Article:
Subsidizing the National Breadbasket
By Abby Youngblood and Ed Yowell
A Little Farm Subsidy History
During the Great Depression, rural poverty and non-rural hunger were profound. The nation’s first Farm Bill, the 1933 Agricultural Adjustment Act, was a part of President Franklin Delano Roosevelt’s New Deal. In it, commodity crop-specific price and income support programs were established to assist farmers economically and to help feed the hungry. Since that time, these supports have been a core part of agricultural policy in the United States, comprising the most significant portion of the “farm safety net.” Successive Farm Bills, from the second, the 1936 Soil Conservation and Domestic Allotment Act, to the most recent, the 2008 Food, Conservation, and Energy Act, perpetuated the farm safety net. However, both the structure of the farm safety net and scale and character of farming in the United States have changed dramatically since the first farm bill was introduced in 1933.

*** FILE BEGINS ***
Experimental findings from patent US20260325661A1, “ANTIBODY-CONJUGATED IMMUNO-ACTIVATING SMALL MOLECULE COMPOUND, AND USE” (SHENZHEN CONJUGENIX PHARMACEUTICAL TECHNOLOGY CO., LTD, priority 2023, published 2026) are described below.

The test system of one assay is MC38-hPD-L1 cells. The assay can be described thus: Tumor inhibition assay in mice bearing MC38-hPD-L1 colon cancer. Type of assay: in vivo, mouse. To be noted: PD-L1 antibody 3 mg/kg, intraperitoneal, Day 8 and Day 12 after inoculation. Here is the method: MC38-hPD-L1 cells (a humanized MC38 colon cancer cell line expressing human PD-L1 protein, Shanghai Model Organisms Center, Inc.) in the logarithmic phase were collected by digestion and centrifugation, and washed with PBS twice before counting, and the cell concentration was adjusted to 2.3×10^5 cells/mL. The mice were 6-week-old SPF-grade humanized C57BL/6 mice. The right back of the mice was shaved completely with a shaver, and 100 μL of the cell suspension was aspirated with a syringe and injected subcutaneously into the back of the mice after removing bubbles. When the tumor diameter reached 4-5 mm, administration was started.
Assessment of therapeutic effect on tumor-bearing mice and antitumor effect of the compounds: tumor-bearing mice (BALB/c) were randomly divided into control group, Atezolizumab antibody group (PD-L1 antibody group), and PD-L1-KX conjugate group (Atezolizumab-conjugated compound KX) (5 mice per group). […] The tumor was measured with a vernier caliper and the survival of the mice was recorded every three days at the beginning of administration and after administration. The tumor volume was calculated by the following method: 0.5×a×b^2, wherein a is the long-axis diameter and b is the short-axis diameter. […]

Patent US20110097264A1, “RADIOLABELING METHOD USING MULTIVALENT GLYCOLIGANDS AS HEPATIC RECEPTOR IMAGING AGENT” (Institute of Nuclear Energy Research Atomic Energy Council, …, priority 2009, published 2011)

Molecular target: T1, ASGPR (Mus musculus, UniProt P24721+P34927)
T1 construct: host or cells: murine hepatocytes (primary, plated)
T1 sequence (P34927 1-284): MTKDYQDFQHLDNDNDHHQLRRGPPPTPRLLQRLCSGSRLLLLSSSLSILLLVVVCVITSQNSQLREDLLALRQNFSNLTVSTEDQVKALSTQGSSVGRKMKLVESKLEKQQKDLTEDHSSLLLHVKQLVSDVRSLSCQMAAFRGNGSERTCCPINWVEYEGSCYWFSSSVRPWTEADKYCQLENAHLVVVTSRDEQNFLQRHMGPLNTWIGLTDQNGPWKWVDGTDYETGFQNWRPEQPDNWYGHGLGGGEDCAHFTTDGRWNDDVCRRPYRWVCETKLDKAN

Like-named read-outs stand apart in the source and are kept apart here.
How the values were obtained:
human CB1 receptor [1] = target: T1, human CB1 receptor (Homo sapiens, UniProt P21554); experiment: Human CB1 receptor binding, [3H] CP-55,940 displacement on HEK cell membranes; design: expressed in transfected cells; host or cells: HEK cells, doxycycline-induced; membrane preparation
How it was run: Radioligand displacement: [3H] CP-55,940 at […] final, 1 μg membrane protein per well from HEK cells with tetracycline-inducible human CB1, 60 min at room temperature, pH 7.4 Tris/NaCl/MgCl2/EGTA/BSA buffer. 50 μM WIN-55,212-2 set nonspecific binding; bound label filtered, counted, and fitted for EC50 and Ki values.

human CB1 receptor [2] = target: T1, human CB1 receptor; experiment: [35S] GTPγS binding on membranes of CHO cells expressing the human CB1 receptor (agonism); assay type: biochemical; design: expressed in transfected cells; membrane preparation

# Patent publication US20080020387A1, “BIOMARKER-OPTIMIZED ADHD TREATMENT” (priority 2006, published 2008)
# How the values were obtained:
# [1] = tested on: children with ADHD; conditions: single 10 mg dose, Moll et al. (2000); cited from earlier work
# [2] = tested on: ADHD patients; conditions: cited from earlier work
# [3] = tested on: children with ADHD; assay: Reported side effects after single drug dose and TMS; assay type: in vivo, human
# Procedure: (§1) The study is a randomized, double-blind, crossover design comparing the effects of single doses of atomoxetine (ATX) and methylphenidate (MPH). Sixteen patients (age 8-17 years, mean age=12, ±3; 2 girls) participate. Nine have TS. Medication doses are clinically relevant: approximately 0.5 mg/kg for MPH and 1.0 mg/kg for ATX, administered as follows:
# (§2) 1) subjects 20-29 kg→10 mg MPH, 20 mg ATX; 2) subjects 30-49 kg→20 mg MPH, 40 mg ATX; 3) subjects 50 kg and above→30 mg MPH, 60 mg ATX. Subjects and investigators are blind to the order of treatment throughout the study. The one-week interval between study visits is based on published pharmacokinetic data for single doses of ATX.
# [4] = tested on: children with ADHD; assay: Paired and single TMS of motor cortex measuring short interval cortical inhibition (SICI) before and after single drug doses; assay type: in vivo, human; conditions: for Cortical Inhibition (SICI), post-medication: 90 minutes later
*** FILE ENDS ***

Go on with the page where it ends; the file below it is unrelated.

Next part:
The original farm safety net helped support the small, labor intensive, diversified farms that then characterized farming in the United States. The 1936 Farm Bill linked commodity programs and soil conservation and encouraged farmers to idle some of their land to avoid overproduction. The following Farm Bills, of 1949, 1954, and 1956, continued to rely on price supports and supply control (farmers being paid to leave land unused or to put crops into storage). However, since World War II, farming changed in a number of ways: